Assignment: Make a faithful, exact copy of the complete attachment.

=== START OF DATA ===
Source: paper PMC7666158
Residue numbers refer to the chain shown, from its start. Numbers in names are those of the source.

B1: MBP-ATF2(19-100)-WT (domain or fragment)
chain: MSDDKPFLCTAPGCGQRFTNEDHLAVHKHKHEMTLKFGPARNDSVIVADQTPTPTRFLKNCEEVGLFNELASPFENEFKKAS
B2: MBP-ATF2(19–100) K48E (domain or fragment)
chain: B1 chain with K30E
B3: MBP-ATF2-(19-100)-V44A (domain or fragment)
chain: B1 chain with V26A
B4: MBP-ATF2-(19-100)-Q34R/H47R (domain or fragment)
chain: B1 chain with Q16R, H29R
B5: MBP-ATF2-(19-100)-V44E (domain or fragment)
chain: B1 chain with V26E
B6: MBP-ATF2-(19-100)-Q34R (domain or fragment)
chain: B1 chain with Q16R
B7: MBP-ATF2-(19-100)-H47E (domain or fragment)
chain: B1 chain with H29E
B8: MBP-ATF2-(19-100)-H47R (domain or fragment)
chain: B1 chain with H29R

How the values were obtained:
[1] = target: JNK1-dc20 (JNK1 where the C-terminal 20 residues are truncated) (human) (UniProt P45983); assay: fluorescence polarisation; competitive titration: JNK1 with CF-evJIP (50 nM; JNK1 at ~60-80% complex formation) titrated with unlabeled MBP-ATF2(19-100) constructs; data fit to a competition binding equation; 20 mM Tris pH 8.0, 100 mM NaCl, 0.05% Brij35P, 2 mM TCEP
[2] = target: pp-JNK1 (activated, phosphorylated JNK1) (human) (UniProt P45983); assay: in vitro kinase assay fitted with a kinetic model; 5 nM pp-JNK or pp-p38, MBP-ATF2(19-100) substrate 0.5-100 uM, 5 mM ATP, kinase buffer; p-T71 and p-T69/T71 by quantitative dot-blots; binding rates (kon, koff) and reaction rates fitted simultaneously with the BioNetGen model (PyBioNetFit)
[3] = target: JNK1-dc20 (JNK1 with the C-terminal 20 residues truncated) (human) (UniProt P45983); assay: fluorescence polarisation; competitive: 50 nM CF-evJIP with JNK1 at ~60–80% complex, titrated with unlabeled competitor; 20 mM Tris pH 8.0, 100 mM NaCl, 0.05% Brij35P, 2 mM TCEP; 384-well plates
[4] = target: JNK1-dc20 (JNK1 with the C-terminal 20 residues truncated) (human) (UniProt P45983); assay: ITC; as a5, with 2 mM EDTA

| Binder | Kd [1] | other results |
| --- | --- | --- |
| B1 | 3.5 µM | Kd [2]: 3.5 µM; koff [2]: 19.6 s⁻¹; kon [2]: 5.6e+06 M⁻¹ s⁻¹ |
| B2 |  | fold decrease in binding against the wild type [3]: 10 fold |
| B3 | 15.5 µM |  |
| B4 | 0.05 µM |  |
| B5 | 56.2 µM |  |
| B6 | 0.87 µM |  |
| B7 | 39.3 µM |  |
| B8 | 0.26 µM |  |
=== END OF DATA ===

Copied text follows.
Source: paper PMC7666158
Residue numbers refer to the chain shown, from its start. Numbers in names are those of the source.

B1: MBP-ATF2(19-100)-WT (domain or fragment)
chain: MSDDKPFLCTAPGCGQRFTNEDHLAVHKHKHEMTLKFGPARNDSVIVADQTPTPTRFLKNCEEVGLFNELASPFENEFKKAS
B2: MBP-ATF2(19–100) K48E (domain or fragment)
chain: B1 chain with K30E
B3: MBP-ATF2-(19-100)-V44A (domain or fragment)
chain: B1 chain with V26A
B4: MBP-ATF2-(19-100)-Q34R/H47R (domain or fragment)
chain: B1 chain with Q16R, H29R
B5: MBP-ATF2-(19-100)-V44E (domain or fragment)
chain: B1 chain with V26E
B6: MBP-ATF2-(19-100)-Q34R (domain or fragment)
chain: B1 chain with Q16R
B7: MBP-ATF2-(19-100)-H47E (domain or fragment)
chain: B1 chain with H29E
B8: MBP-ATF2-(19-100)-H47R (domain or fragment)
chain: B1 chain with H29R

How the values were obtained:
[1] = target: JNK1-dc20 (JNK1 where the C-terminal 20 residues are truncated) (human) (UniProt P45983); assay: fluorescence polarisation; competitive titration: JNK1 with CF-evJIP (50 nM; JNK1 at ~60-80% complex formation) titrated with unlabeled MBP-ATF2(19-100) constructs; data fit to a competition binding equation; 20 mM Tris pH 8.0, 100 mM NaCl, 0.05% Brij35P, 2 mM TCEP
[2] = target: pp-JNK1 (activated, phosphorylated JNK1) (human) (UniProt P45983); assay: in vitro kinase assay fitted with a kinetic model; 5 nM pp-JNK or pp-p38, MBP-ATF2(19-100) substrate 0.5-100 uM, 5 mM ATP, kinase buffer; p-T71 and p-T69/T71 by quantitative dot-blots; binding rates (kon, koff) and reaction rates fitted simultaneously with the BioNetGen model (PyBioNetFit)
[3] = target: JNK1-dc20 (JNK1 with the C-terminal 20 residues truncated) (human) (UniProt P45983); assay: fluorescence polarisation; competitive: 50 nM CF-evJIP with JNK1 at ~60–80% complex, titrated with unlabeled competitor; 20 mM Tris pH 8.0, 100 mM NaCl, 0.05% Brij35P, 2 mM TCEP; 384-well plates
[4] = target: JNK1-dc20 (JNK1 with the C-terminal 20 residues truncated) (human) (UniProt P45983); assay: ITC; as a5, with 2 mM EDTA

| Binder | Kd [1] | other results |
| --- | --- | --- |
| B1 | 3.5 µM | Kd [2]: 3.5 µM; koff [2]: 19.6 s⁻¹; kon [2]: 5.6e+06 M⁻¹ s⁻¹ |
| B2 |  | fold decrease in binding against the wild type [3]: 10 fold |
| B3 | 15.5 µM |  |
| B4 | 0.05 µM |  |
| B5 | 56.2 µM |  |
| B6 | 0.87 µM |  |
| B7 | 39.3 µM |  |
| B8 | 0.26 µM |  |